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Just How Common Are Threesomes?

Just How Common Are Threesomes?: © Hello Lovely/Corbis

© Hello Lovely/Corbis

One of the most common sex acts people fantasize about is having a threesome. In fact, survey studies have found that the majority of both men and women report having fantasized about this type of group sex before.

Perhaps not surprisingly, though, men are more likely to say they’ve had threesome fantasies than women. Men report having more intense interest in them, too.

Given that threesome fantasies are so widespread that they can be considered a normative sexual interest, it only seems logical to ask how many people have actually acted on this desire.

So just how common are threesomes?

To my great surprise, I could only find two scientific studies that specifically asked people about their prior threesome experiences, and both of them were published in the last two years. It seems that the science is just now catching up with people’s massive interest in this kind of group sex.

In the first study, published in 2014, 720 Canadian college students (most of whom were heterosexual) completed a survey about their attitudes toward having a sexual and/or romantic relationship with someone who was bisexual. As part of this study, students were asked whether they’d ever had a threesome in which both of their partners were of the same sex.

In other words, if you’re a woman, have you ever had sex with two men at the same time? And if you’re a man, have you ever had sex with two women at the same time?

The researchers found that just 2 percent of women reported having had this type of threesome, compared to 10 percent of men.

However, this study might have underestimated how common threesomes are because the researchers only asked about one kind of three-way.

In order to address this limitation, let’s take a look at a different study published earlier this year. Unlike the previous study, which was focused specifically on threesomes with bisexual partners, this study inquired about previous experience with two different kinds of threesomes: two females and one male (FFM) versus two males and one female (MMF).

In total, 274 Canadian college students (all of whom were heterosexual) answered the questions.

Overall, 13 percent of them had participated in a threesome before. Consistent with the 2014 study, men were more likely to have done so than women (24 percent vs. 8 percent, respectively).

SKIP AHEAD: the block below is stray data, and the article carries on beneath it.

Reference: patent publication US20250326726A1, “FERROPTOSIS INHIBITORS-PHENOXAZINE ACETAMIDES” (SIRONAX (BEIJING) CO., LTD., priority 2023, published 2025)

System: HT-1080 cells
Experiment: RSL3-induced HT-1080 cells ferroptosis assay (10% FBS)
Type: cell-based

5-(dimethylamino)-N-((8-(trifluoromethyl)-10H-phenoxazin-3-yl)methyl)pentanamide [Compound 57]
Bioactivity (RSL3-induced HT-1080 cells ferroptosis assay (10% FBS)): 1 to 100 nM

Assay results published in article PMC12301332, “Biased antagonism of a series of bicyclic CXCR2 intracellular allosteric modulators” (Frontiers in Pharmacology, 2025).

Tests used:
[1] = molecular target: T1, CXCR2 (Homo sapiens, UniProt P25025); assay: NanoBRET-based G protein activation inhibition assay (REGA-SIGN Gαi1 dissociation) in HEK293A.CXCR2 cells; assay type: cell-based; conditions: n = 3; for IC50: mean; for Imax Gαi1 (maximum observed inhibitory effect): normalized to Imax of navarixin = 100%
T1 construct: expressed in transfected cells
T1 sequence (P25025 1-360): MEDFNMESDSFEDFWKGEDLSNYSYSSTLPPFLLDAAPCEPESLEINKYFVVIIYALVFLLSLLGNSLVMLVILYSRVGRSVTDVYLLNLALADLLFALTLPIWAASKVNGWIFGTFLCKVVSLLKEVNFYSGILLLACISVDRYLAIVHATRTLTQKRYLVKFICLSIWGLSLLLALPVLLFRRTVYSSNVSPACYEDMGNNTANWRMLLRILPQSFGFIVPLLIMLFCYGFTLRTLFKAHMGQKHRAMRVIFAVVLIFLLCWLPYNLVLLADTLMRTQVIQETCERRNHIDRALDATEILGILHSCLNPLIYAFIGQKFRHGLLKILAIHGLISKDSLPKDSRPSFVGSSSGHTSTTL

Certain types of threesomes were more common than others, though.

  • Specifically, whereas 18 percent of men had been in at least one FFM threesome, only 8 percent had been in MMF threesomes.

  • By contrast, 7 percent of women had been in at least one FFM threesome, compared to 5 percent who had been in MMF threesomes.

Although it appears that men are more likely to have taken part in both kinds of threesomes, it’s interesting to note that the FFM combination was more commonly reported by both sexes.

However, given that men were more than twice as likely to report having had FFM threesomes, you can’t help but wonder: who are the women that men are having all of these threesomes with, anyway?

One possibility is that perhaps men are overreporting and women are underreporting their sexual histories in order to enhance their reputations. It’s also possible that maybe men and women just have different definitions regarding what “counts” as a threesome.

Before you jump to any conclusions, let me point out again that both studies were based exclusively on college students and, further, that all of the students were from Canada.

Obviously, this means that the numbers might be very different if, say, people from another country or another age group were surveyed. For instance, I suspect that the numbers might be a bit higher if older people were studied because with more time comes more opportunity to expand your sexual horizons.

That said, what the available data do suggest is that, although the vast majority of us have had threesomes fantasies, most people haven’t turned those fantasies into reality.

At least not yet.


Justin Lehmiller, PhD is a sex educator and researcher at Ball State University and author of the blog Sex and Psychology. Follow him on Twitter @JustinLehmiller.


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